SS Major Erich Schweizer was a concentration camp inspector. Like many other war criminals who escaped capture after WWII, he lives in hiding, but Schweizer’s story is a little different—his circumstance uncommonly unique. On the eve of the Allied liberation of Camp Neuengamme in 1945 Nazi Germany, a gravely ill Schweizer is abandoned by his comrades in the camp. Desperate, his short-term escape plan, assuming the identity of an executed Jewish camp prisoner named Oszkar Böhmer becomes a long-term charade for survival over many decades.
Compounding the situation, he eventually settles in his prewar home city Heidelberg, Germany, in a small Jewish quarter of the city. He longs to be close to his wife and two young sons, knowing he can never physically have contact with them—it’s a lifelong prison sentence of its own. Reluctant imitation is the key in assimilation to avoid detection as he lives among a people he once pledged to exterminate. Schweizer’s eventual exposure arises from the past and from a derivation he never could have imagined.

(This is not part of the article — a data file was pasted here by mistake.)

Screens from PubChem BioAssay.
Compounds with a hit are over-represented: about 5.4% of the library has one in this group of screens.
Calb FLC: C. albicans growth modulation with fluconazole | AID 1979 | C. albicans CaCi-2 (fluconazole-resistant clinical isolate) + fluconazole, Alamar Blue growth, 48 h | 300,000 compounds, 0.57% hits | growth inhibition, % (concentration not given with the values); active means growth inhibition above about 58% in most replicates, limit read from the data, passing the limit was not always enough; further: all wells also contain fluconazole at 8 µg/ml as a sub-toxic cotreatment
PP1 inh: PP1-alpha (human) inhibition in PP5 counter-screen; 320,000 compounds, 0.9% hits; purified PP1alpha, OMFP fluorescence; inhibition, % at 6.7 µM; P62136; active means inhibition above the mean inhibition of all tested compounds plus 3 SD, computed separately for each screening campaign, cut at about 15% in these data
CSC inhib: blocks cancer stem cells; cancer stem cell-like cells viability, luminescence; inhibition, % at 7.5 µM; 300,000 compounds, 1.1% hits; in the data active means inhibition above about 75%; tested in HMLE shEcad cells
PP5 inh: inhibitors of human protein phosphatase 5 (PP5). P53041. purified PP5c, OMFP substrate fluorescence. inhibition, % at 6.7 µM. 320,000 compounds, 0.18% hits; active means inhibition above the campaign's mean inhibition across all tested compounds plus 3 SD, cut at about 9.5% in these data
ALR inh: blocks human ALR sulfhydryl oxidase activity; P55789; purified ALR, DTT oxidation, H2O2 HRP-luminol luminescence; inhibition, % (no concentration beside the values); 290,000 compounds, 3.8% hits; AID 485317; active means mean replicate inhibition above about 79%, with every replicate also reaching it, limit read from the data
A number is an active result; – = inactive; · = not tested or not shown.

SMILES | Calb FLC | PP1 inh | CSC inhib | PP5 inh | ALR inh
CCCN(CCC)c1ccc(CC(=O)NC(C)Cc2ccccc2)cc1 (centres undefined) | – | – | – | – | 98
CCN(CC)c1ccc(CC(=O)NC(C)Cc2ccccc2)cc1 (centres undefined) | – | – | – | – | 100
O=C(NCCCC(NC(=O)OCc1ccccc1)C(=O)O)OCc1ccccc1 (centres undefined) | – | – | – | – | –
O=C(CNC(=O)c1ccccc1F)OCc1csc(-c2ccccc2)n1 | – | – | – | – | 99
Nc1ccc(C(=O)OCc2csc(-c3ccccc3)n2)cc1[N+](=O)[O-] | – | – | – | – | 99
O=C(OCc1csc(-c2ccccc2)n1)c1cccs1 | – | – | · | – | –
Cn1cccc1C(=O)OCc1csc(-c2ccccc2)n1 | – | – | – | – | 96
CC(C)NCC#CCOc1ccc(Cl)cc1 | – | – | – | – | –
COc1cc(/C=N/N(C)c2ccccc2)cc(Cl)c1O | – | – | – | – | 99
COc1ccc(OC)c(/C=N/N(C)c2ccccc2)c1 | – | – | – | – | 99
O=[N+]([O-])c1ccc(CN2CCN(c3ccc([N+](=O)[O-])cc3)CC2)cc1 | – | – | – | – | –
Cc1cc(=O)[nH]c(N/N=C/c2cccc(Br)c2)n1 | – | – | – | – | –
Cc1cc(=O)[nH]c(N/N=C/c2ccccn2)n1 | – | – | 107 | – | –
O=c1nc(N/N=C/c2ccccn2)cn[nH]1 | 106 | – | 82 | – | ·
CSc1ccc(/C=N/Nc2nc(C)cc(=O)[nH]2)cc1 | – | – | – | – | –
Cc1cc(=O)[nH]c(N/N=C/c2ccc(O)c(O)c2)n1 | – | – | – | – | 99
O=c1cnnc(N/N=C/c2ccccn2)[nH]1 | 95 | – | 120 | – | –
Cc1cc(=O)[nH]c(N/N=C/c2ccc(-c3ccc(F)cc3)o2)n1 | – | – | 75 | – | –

Yesterday Mourning takes an introspective journey of the pre- and post-World War II life of a Nazi soldier turned imposter. Set entirely in Germany, Yesterday Mourning sheds light on the economic fear factors that catapulted Hitler’s rise as well as the systematic elimination of Jewish and political dissenters’ freedoms and rights from the context of a German family whose financial viability is reliant on its military serving family members. Full of secrets, twists and turns, the novel’s protagonist Erich Schweizer toes the line between family savior and eventual societal villain in this piece that eerily mirrors the changing tides of contemporary America’s political and economic landscape.